6. I didn't know you read The Sun Euan 🙂 My reference to negative comments from high brow pundits was actually a reference to an interview on Radio 4 of Peter Hitchens that my wife was ranting at yesterday. I didn't hear it but apparently he was accusing the organisers of sinking to the lowest common denominator at the expense of his own personal definition of British culture.I'm completely on board with your point about how the web allows us to share our ideas about the meaning of it all. Maybe if the ceremonies had been too "obvious", the discussion would not have happened.


  7. I think it's possible to read many things into the closing ceremony, but I just can't get away from all the negative tropes, especially about women, that came through in it. Having just seen a wonderful festival of hard work and achievement, both male and female, to then see women reduced to hyper-skinny fashion models was depressing. And after rigorous anti-doping efforts at the Olympics to ensure fair competition, to see three performers — George Michael, Russell Brand and Kate Moss — who are not just known to have taken drugs but whose very identity is tied up in their drug taking showed a tin ear at the very least. The closing ceremony reduced our multicultural diversity to 'oh, look at those incongruous furriners, aren't they funny', instead of celebrating it as an essential part of what makes Britain such a rich and vibrant country. By focusing on music and fashion, as if those were the only two things the UK has to offer the world, it cut out 99.99% of all other British endeavour and people. It wasn't an inclusive ceremony, it was exclusive and it excluded most people. It sought to re-establish the media — witness all that oversized newsprint — as the people who decide what's important and who's successful. Rather than celebrating the fact that our athletes all worked hard & made sacrifices to achieve great things, the ceremony celebrated people who became successful as much because the media said so than because of any hard work on their part. (And if you don't believe that last point, go read Duncan Watts' work!)You can try to read into it what you want, but you can try to put lipstick on a pig too. I'd rather people not bother to try to spin it into something positive, or reduce it to some faux high-brow vs low-brow argument, because that's giving it a free pass that it doesn't deserve. I was as unhappy about the return of cynicism to Twitter, but sadly it was well justified. I'm going to deal with it, though, by focusing instead on going back to that wonderful feeling we all had before the Olympics ended. I'm not going to pretend the ceremony never happened or that it really, deep down, meant something positive. I'm just going to try to transcend it and say "I shall no longer submit to the media's cynicism and negativity, I shall instead carry the Olympic spirit with me and not allow the cynics to undermine me." That doesn't mean that I can't criticise things, or feel negatively about things, but that when I do so, I do so because of genuine, solid reasons not because I'm confusing cynicism with sophistication. I've long thought that too many people, many of them in London, seem to think that it's impossible to be sophisticated without being bitingly cynical at the same time, and that's why we got the closing ceremony we got. And that's what I'm going to fight against.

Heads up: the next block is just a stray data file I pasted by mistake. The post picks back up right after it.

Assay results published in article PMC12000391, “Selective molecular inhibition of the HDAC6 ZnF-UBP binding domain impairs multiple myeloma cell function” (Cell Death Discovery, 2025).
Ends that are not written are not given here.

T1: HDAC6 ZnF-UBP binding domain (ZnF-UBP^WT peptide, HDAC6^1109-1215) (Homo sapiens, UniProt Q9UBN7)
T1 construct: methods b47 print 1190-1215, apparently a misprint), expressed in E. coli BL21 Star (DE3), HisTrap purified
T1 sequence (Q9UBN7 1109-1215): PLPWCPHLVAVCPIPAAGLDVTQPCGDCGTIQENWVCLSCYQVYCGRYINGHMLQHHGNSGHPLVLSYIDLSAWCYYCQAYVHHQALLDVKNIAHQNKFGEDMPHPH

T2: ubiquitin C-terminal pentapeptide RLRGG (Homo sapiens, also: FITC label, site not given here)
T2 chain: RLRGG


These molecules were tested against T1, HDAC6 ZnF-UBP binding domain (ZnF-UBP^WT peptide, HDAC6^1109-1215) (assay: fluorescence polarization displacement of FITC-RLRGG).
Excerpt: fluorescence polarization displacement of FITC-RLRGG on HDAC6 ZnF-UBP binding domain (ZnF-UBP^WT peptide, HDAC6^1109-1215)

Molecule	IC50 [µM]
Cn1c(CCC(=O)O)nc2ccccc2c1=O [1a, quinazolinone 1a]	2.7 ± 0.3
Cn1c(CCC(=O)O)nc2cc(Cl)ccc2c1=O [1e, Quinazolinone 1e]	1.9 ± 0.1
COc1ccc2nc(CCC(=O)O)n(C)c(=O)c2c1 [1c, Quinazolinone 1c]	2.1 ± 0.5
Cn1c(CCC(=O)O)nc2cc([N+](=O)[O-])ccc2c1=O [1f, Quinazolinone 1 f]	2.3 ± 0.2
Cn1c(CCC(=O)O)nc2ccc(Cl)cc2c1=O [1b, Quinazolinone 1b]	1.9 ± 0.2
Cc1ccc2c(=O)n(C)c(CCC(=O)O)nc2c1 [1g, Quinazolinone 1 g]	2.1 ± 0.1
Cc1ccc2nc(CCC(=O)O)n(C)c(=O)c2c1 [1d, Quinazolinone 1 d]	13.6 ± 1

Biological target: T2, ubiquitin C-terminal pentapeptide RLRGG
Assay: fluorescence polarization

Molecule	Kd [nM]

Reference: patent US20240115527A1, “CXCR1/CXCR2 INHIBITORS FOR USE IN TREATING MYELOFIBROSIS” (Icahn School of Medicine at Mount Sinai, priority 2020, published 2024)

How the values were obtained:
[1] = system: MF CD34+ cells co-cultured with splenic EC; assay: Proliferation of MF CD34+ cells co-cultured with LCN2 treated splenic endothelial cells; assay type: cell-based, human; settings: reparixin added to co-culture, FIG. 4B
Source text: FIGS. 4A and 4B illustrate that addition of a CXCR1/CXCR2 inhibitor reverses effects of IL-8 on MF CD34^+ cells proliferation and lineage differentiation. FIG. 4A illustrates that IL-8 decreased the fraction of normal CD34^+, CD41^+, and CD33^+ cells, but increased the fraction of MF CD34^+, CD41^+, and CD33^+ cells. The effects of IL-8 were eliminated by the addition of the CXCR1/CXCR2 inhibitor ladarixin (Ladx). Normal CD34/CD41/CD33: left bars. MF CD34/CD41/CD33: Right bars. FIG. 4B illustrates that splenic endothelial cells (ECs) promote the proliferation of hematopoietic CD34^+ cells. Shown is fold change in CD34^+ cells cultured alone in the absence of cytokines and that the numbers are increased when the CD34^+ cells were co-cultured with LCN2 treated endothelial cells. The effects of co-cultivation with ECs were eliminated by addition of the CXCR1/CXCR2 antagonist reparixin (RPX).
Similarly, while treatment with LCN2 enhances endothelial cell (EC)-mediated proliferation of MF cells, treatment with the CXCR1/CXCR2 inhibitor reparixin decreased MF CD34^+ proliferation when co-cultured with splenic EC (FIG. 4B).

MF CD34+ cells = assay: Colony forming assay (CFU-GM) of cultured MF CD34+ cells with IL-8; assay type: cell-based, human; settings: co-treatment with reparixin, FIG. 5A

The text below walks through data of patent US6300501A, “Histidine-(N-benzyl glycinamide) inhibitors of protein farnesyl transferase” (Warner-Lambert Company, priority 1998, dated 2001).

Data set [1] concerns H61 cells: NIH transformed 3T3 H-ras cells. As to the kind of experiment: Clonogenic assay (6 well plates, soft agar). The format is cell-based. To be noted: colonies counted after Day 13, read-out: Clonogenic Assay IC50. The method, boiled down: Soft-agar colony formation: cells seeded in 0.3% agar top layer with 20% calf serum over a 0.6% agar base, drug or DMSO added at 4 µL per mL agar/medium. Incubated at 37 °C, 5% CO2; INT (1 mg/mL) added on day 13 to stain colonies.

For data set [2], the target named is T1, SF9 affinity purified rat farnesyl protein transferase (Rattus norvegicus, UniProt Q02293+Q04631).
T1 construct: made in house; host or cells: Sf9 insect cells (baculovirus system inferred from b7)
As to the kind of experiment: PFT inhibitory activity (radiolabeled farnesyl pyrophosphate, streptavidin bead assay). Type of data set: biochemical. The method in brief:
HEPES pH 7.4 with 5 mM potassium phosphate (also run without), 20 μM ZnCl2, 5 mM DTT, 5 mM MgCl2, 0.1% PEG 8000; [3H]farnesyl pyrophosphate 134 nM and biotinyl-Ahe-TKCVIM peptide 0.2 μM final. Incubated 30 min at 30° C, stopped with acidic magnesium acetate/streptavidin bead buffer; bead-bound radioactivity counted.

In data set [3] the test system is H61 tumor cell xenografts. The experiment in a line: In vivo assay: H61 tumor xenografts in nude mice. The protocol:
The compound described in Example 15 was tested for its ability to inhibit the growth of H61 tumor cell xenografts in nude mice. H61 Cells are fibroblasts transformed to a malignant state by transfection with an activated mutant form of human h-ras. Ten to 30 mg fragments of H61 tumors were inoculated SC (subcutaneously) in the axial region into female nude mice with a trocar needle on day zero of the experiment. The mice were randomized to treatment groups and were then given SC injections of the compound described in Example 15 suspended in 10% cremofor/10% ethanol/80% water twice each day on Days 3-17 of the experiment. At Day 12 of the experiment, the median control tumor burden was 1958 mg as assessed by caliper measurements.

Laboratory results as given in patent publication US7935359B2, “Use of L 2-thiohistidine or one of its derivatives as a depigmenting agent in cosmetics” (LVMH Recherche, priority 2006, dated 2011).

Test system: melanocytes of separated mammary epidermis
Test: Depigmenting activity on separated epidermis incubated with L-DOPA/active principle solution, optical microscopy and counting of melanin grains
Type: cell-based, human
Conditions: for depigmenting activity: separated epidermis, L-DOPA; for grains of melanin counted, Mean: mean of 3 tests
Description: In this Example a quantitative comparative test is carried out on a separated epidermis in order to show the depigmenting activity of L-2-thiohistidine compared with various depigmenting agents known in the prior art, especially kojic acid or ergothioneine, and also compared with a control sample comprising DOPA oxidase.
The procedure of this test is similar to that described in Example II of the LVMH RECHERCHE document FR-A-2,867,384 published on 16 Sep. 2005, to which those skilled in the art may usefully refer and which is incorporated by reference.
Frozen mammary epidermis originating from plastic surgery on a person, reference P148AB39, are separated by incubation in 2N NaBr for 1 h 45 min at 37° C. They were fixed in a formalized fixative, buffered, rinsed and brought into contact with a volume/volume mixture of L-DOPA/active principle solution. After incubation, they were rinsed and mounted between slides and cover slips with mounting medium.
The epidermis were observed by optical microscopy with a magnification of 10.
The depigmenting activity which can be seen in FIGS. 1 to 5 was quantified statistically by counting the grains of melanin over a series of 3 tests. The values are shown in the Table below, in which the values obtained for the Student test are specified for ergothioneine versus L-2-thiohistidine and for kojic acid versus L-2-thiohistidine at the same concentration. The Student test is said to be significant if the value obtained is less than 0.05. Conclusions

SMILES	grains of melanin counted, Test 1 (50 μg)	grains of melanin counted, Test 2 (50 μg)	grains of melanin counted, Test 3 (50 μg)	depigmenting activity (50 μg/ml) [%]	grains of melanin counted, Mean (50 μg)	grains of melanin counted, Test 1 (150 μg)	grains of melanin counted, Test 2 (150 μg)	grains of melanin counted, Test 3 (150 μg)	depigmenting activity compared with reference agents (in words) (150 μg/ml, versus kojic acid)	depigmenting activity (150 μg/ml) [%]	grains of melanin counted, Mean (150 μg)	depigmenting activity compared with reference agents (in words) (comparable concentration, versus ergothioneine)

8. Someone (I can't remember who) tweeted that it wasn't going to be the ceremony we wanted, but the ceremony that the recording industry wanted us to have – limited to some extent by the PRS budget and the willingness of stars to participate (Bowie and others turned it down). I found it disappointing, and I can see Chris's point suggesting that it was an attempt to revert us to normality, but the interesting point that I got from Euan's post was how it completely failed, and was confronted by a public that had, for a while at least, got used to a much higher standard of celebration. We're not happy with Kate and Naomi dolled up in posh frocks when we've been through a fortnight of the most amazing female achievement – it's transparently demeaning and inadequate within a culture that has (at least for the moment) raised it's horizons. Long may that continue… the culture industry will have to raise its game.


  9. Whow, what a lot of spoilsports there are amongst us. We watched the closing ceremony with children aged 10, 14 and 17 and had the most fabulous time. One of them was twittering throughout with pals but still we waved the union jack flag and stomped along. The opening ceremony was a proud moment – the closing ceremony was a celebration. We don't need to over-analyse. British music is king and one of our main international exports. The ceremony yet again demonstrated that fact – there were a myriad of references to British music of all types in between the main acts.